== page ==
Is Corn Good For A Low Carb Diet?
The other day when I was looking at some of what people are eating on MFP, I noticed one person that has lost a bunch of weight now over a years’ time, he had been eating corn. I was always told by trainer’s that Corn was high in sugar and it is not good for you to eat. Well that got me thinking about checking out how good Corn is for you while on a Diet. Here is what I found on this subject. After reading, tell me what you know about the subject.
Is Corn Good For A Low Carb Diet?
Yes, corn is a good addition to your diet but be careful to eat sparingly. If you want to lose some weight, you should eat moderately. Make sure that you are having a healthy and balanced diet. This means you eat less carbs, red meat, fatty foods, salty and processed foods. Don't forget to drink lots of water
Corn is high in Thiamin, Pantothenic acid (B5), Foliate, Citamin C, and fiberThe Health Benefits of Corn
Is there anything more satisfying at a summer bar-b-queue than an ear of hot buttered corn on the cob? In addition to being sweet and satisfying, there are many health benefits of corn.
Corn is High in Nutrients
One of the benefits of corn is that it is high in nutrients. A few of these important nutrients are:* Thiamin (vitamin B1) which is used in the metabolism of carbohydrates.* Pantothenic acid (vitamin B5) which helps with physiological functions.* Foliate which helps the generation of new cells -- especially important before and during pregnancy.* Vitamin C which fights against diseases.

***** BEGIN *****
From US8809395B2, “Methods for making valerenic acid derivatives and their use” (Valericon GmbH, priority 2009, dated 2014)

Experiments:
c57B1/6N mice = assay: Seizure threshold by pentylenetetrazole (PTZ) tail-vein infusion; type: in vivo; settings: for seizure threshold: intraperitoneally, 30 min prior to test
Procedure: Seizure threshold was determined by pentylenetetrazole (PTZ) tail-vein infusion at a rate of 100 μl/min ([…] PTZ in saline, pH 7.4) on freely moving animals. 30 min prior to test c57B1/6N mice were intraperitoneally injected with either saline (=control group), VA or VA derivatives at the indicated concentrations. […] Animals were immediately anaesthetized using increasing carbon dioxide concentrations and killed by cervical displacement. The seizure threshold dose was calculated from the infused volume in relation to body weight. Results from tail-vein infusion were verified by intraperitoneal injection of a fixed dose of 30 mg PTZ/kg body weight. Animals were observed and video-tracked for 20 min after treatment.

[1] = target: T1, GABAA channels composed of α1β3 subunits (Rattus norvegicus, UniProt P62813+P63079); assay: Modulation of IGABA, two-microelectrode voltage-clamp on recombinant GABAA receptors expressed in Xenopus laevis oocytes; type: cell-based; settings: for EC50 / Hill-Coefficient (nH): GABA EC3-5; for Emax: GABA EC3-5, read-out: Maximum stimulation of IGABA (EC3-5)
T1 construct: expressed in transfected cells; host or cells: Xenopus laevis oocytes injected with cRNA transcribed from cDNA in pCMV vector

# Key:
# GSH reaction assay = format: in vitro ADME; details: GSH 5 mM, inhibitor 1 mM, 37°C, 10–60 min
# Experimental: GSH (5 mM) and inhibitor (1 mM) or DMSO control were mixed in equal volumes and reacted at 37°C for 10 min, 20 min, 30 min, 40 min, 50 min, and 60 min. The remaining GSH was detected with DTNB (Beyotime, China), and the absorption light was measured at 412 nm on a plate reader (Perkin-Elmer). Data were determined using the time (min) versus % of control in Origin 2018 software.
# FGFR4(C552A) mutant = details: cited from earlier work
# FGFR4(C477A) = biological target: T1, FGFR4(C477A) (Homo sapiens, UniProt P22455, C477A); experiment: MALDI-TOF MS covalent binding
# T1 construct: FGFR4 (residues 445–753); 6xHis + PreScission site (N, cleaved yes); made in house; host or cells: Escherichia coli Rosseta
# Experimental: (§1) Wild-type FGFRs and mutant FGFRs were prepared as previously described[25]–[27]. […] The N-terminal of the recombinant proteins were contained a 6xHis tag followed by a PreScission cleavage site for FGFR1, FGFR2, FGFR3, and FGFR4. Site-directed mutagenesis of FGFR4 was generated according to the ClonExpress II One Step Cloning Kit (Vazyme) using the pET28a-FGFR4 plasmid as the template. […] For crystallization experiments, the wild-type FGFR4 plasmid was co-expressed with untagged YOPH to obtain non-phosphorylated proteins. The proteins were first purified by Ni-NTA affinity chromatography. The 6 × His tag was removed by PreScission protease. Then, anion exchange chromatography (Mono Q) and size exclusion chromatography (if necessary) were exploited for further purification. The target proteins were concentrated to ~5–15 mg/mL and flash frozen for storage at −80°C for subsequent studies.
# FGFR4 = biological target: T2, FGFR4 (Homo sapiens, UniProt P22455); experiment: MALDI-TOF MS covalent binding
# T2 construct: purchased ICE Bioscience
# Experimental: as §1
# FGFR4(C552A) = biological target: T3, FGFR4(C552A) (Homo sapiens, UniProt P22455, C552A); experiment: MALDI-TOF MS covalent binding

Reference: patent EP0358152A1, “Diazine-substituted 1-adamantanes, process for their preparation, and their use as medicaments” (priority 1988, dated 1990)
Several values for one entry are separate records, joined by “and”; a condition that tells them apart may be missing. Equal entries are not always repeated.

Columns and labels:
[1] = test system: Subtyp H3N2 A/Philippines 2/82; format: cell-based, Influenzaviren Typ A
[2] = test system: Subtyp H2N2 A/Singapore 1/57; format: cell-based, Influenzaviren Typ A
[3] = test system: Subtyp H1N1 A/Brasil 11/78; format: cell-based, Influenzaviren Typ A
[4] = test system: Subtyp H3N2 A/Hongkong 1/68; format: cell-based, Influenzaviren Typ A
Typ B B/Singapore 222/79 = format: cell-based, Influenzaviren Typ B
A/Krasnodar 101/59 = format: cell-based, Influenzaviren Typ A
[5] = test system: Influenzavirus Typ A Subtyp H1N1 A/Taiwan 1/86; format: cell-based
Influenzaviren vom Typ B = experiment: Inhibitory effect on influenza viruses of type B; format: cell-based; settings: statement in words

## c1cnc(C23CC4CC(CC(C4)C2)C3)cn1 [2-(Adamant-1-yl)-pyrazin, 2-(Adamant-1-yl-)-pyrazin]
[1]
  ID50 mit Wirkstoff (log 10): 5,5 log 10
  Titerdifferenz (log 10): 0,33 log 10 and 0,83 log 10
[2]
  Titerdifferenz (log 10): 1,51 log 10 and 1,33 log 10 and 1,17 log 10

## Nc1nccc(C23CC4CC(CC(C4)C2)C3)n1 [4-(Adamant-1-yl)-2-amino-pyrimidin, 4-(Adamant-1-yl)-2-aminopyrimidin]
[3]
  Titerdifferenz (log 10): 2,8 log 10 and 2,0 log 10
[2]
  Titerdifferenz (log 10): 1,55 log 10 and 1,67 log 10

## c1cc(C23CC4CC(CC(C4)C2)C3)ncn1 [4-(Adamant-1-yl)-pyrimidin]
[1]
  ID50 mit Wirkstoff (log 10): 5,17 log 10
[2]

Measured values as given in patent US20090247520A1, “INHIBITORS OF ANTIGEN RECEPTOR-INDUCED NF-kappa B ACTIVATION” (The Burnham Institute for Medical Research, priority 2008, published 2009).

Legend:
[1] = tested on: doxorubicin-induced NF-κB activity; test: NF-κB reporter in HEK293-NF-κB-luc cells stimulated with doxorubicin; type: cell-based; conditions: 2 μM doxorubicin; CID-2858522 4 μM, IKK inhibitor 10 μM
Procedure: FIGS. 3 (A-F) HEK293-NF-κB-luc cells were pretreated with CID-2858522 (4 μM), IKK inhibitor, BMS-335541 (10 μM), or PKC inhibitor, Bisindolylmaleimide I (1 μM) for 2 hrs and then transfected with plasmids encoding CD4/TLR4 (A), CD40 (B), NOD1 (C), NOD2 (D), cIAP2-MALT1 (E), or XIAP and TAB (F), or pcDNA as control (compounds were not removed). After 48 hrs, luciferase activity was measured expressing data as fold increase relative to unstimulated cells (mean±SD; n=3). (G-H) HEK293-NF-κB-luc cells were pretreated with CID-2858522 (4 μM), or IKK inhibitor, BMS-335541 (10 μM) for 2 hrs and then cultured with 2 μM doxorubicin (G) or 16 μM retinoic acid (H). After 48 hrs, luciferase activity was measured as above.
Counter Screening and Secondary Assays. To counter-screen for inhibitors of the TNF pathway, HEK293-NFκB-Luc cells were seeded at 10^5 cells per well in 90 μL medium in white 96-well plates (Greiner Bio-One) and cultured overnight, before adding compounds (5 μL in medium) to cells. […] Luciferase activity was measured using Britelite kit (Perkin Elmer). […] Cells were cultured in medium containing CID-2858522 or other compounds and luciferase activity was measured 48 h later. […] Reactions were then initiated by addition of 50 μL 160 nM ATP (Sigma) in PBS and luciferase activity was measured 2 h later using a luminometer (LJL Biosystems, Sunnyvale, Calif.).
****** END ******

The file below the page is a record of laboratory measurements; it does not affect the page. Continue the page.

Corn is a Good Source of Fiber
One cup of corn provides 18.4% of the daily recommendation of fiber. Its high fiber content is one of the biggest benefits of corn. Fiber has been shown to help lower cholesterol levels and help reduce the risk of colon cancer. Fiber is also useful in helping to lower blood sugar levels in diabetics.
Adding More Corn to Your Diet
How do you get the benefits of corn when it's not mid-summer and corn on the cob is not plentiful? You can still get the benefits of corn from corn that has been frozen when it is fresh.Try corn as side dish sautéed with green chilies and onions. Add frozen corn to soup, chili and chowder. Use corn tortillas instead of flour tortillas. The addition of corn a couple of times a week to your diet will have healthful benefits.
Corn provides many vitaminsAccording to one website:Corn contains beta-carotene, small amounts of B vitamins and vitamin C. It is a useful source of protein and is rich in fiber. Canned corn is less nutritious, higher in calories and usually much higher in added sodium.
Calories in Corn:
1 x 5" ear = 65 calories
1 cup cooked = 170
Sources: http://www.annecollins.com/diet_foods/corn-sweetcorn.htm _________________________________________________________
Another thought about corn: by Timothy S. Harlan, M.D from an article he wrote after someone had asked:
Is corn not as good for you as other whole grains or vegetables?
I'm not sure where it came from, but I have the idea that corn is to other whole grains somewhat as potatoes are to other vegetables, i.e., not as healthy. How good is corn for you? As a dried grain vs fresh? Is cornmeal normally nixtamaled?